If your children are too young to stay home alone and you work a full day, you will want to know if a particular school has an after school program. Most elementary or primary schools have some sort of after-school program at the school, but not all. If the school you are considering doesn’t, you can check local libraries, community centers and the like to see if they offer after school programs.
The above are some aspects to consider when evaluating a school or school district as part of your moving decision. Choosing the right school for your child will go a long way towards determining their happiness, wellbeing and overall educational success. Therefore, it isn’t a decision to be taken lightly.
US Department of Education: https://www.ed.gov/
You received a promising job opportunity either within your current company or a new organization. Problem is, it requires a move. Is this the right step for you? What should you consider before relocating for a job? Read below on how to evaluate job outlook as part of your moving decision:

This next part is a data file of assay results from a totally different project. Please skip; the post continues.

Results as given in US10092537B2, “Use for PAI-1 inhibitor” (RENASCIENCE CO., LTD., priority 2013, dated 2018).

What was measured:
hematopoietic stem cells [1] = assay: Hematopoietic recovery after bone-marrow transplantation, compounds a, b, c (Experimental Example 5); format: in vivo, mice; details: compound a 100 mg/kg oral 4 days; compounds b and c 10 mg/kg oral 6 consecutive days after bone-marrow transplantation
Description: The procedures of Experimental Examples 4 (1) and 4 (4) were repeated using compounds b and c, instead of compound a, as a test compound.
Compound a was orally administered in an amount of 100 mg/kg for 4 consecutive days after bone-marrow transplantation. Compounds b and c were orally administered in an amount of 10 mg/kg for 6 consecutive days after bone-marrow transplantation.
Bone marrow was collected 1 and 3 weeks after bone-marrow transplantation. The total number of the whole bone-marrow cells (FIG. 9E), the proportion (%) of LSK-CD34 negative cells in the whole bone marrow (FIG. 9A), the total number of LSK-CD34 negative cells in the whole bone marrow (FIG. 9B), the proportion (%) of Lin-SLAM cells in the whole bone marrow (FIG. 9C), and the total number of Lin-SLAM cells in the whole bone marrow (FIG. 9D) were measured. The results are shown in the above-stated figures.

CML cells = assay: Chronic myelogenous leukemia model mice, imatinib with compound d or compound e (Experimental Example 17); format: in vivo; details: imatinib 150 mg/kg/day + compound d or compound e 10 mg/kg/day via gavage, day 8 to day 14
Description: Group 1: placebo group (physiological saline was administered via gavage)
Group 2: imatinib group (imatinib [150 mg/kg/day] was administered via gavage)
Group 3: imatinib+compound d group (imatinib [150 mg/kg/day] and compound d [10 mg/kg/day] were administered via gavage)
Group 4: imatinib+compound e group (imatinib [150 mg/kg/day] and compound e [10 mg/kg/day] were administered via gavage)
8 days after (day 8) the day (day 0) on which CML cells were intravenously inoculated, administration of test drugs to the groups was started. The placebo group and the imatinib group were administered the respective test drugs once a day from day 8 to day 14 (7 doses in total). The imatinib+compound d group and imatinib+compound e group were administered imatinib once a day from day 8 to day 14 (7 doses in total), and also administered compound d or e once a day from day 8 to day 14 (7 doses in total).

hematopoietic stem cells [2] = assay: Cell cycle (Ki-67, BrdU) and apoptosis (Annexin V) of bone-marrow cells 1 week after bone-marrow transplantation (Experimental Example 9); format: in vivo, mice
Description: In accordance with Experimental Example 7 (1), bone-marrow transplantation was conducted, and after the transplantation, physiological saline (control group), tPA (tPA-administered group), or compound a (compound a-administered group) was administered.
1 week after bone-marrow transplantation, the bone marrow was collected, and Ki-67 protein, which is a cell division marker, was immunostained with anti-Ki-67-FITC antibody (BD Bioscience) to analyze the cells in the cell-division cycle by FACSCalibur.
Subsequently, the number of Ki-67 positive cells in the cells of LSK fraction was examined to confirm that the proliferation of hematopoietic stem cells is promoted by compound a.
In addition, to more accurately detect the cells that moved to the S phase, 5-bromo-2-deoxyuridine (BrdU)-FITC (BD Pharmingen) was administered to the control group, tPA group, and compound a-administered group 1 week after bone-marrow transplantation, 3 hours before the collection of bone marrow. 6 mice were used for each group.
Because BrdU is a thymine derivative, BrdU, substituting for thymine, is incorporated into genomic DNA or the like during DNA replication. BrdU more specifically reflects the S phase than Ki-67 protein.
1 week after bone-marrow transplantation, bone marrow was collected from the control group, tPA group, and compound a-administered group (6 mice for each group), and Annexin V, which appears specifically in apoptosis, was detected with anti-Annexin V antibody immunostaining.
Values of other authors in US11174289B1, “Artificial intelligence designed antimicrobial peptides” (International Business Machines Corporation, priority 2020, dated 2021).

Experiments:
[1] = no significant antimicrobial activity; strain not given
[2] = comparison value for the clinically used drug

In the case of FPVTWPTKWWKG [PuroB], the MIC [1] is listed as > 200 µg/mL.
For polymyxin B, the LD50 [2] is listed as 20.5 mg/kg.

- Will You Have to Pay Relocation Costs? Find out from your potential employer will pay relocation costs. Obviously, your costs will vary significantly based on how far you are moving and how much you have to relocate.
- Consider Your Relationship Situation: Are You Married, Single, Have Kids? Your current relationship status will of course be impacted by any relocation. Therefore, if you are dating, married, have children, etc., all situations should be considered when contemplating such a change. If your kids are in school, you will have to consider the new location’s school system. Is it as good as they are leaving? What about other options besides public school? These are questions you need answered before relocating.